To help celebrate GEN’s 40th Anniversary with this special October issue, we asked scientists and business professionals in academia and industry to give us their reflections, impressions, and insights on the biotechnology industry and the life sciences. We also queried them on what they believe the future might look like for biotechnology. We sought the thoughts and opinions of those working in areas directly or indirectly related to one or more of GEN’s editorial pillars, that is, drug discovery, OMICS, gene editing, cancer research, infectious diseases, artificial intelligence and data management, translational medicine, and financial analysis and venture capital.
We asked them, for example, what stands out about the past 40 years of biotech, what has been the biggest change in the biotech industry, what is the most exciting recent development in this industry, and what are their hopes for the future of biotech. The GEN team is most appreciative of the range of thoughtful responses that we received. We are sure that you will be pleased when you read the following pages.
To all our respondents, a huge thank you from GEN.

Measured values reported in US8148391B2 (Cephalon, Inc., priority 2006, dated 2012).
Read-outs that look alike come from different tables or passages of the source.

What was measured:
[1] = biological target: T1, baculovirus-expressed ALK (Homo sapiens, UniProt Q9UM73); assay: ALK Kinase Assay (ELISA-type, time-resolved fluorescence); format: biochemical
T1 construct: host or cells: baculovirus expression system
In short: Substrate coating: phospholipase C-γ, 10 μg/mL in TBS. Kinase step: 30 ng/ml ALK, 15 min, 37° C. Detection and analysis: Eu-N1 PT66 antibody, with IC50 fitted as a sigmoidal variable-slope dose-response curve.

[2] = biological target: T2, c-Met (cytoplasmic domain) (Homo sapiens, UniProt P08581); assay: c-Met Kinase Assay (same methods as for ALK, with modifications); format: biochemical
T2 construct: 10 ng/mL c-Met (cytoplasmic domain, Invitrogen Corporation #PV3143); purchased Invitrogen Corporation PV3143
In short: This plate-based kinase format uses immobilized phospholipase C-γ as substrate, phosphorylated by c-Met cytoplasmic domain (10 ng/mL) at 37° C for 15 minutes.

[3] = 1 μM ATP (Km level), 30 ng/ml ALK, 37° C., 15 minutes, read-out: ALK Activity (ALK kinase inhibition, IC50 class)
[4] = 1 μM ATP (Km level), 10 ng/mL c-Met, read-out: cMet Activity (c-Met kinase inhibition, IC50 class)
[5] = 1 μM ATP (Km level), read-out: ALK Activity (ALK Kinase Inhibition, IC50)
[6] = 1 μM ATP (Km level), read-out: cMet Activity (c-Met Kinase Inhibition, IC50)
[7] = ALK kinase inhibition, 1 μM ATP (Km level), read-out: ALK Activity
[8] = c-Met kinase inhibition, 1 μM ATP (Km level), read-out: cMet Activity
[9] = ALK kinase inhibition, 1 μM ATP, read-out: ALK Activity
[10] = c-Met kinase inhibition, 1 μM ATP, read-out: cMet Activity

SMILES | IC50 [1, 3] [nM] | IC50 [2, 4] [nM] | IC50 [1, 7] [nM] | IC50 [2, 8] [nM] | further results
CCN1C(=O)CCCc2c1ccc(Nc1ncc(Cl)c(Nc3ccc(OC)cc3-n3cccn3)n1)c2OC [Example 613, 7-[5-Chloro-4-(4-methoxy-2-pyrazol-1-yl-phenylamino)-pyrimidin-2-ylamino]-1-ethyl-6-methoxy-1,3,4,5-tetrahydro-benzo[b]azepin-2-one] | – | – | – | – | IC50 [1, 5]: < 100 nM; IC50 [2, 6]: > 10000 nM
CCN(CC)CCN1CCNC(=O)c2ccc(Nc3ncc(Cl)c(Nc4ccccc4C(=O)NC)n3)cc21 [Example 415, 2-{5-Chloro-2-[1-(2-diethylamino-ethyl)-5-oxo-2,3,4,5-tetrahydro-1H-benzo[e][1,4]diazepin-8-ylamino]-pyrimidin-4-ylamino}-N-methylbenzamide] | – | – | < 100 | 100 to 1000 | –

Hong Tang, MD, FACP
Chief Medical Officer and Co-Founder, OnQuality Pharmaceuticals • Cancer Research
The past two decades have produced extraordinary advancements in cancer drug development. Targeted therapies, immune checkpoint inhibitors, and CAR-T cell therapies have transformed the lives of countless cancer patients, contributing to an overall improvement in survival rate. However, these new therapies often cause short- or long-term side effects that can be severe enough to force cancer patients to skip doses, reduce dosage levels, or stop treatments entirely. Improving quality of life for cancer patients is paramount. In precision cancer medicine, supportive care drugs that can address the specific side effects of new therapies are urgently needed. While many supportive care drugs have been developed in the last century for chemotherapy-related side effects, I hope to see a new wave of such developments to address the side effects of recently developed cancer therapies. People living through cancer therapy and its aftermath deserve to live full lives with reductions in suffering.